Dress code debacle gets ironed out


No shoes, no shirt, no problem? It’s more like shoes, shirts and problems on the Corner this week as flurries of heated debate and media coverage zero in on Jabberwocky, the restaurant-by-day, bar-by-night University hotspot where a newly implemented dress code has raised quite a few eyebrows in recent months.

The dress code, established in late 2006, prohibited articles of clothing such as plain white t-shirts, baggy pants, brimless hats, sweatpants and camouflage (exceptions are made for the camo, of course, if an official member of the Armed Forces is sporting the earth-toned threads).

And herein lies the rub: Many Jabberwocky patrons find the establishment’s checklist of outlawed outfits to be inherently racist. “Jab” owner Anderson McClure denied these allegations and told The Cavalier Daily that the purpose of the policy was to prevent violent behavior he found to be associated with customers who “dressed a particular way.”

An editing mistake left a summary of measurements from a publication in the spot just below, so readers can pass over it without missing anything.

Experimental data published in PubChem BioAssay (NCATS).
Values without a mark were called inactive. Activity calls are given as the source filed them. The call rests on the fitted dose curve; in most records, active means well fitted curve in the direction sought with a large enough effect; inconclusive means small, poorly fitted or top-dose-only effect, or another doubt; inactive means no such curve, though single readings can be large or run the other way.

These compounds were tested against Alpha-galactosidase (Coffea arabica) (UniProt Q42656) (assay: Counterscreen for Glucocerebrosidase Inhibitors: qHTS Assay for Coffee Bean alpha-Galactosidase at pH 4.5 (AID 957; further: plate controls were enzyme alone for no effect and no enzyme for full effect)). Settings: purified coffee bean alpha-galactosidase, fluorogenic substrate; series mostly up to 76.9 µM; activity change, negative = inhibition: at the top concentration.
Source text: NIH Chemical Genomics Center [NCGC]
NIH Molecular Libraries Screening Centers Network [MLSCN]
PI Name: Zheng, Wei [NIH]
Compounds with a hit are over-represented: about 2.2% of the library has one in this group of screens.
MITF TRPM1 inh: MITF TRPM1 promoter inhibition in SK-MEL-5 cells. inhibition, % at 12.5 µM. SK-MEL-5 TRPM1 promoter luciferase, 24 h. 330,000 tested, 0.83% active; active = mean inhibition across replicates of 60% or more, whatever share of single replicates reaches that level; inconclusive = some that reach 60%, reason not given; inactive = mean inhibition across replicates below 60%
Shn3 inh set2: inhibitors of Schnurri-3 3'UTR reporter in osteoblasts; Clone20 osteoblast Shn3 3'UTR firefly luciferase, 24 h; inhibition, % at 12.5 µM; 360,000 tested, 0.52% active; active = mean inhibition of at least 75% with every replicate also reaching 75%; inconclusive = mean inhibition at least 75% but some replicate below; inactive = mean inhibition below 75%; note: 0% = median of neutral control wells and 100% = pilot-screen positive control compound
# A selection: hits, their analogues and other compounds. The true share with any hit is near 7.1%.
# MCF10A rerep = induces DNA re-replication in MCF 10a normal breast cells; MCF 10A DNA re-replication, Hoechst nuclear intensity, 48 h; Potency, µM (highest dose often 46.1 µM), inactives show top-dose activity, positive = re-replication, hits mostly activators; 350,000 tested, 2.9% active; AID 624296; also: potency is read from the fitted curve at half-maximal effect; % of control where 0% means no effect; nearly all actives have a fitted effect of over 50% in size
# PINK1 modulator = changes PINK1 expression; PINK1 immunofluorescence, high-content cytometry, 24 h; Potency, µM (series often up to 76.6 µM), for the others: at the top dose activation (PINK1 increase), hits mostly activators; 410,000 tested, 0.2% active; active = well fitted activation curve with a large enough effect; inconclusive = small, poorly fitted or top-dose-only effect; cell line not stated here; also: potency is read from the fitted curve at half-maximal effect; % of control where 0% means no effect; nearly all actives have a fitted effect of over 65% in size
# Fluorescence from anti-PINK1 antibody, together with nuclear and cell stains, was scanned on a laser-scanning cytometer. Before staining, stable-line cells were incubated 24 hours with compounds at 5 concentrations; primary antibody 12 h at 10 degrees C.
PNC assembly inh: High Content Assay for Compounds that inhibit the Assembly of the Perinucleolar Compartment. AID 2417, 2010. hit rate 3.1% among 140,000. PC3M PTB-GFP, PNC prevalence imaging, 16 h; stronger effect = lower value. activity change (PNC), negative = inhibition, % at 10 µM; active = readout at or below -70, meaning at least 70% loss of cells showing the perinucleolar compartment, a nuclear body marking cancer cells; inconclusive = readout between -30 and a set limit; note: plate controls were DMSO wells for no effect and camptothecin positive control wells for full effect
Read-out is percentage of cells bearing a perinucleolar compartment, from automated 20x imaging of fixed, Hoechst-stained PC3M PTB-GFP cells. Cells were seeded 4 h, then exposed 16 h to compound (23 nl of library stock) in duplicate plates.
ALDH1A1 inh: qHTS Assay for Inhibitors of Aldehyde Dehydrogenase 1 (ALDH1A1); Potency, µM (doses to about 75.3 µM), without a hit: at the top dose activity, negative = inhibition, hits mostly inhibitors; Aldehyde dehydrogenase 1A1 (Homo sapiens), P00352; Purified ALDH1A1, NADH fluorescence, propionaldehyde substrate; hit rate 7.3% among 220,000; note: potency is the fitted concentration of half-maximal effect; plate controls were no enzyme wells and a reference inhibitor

The controversy came to a head last Wednesday when McClure organized an open forum where students and community members could voice their concerns. The meeting concluded with McClure—after several long months of standing firm behind his policy—agreeing to dispose of the controversial clothing restrictions.

After weeks of relentless news reports and op-ed pieces on the issue, it looks like Cav Daily may have some extra space to fill in its next issue—that is, unless some unfortunate Corner establishment enacts a ban on orange bowties or Rainbow flip-flops. God forbid.

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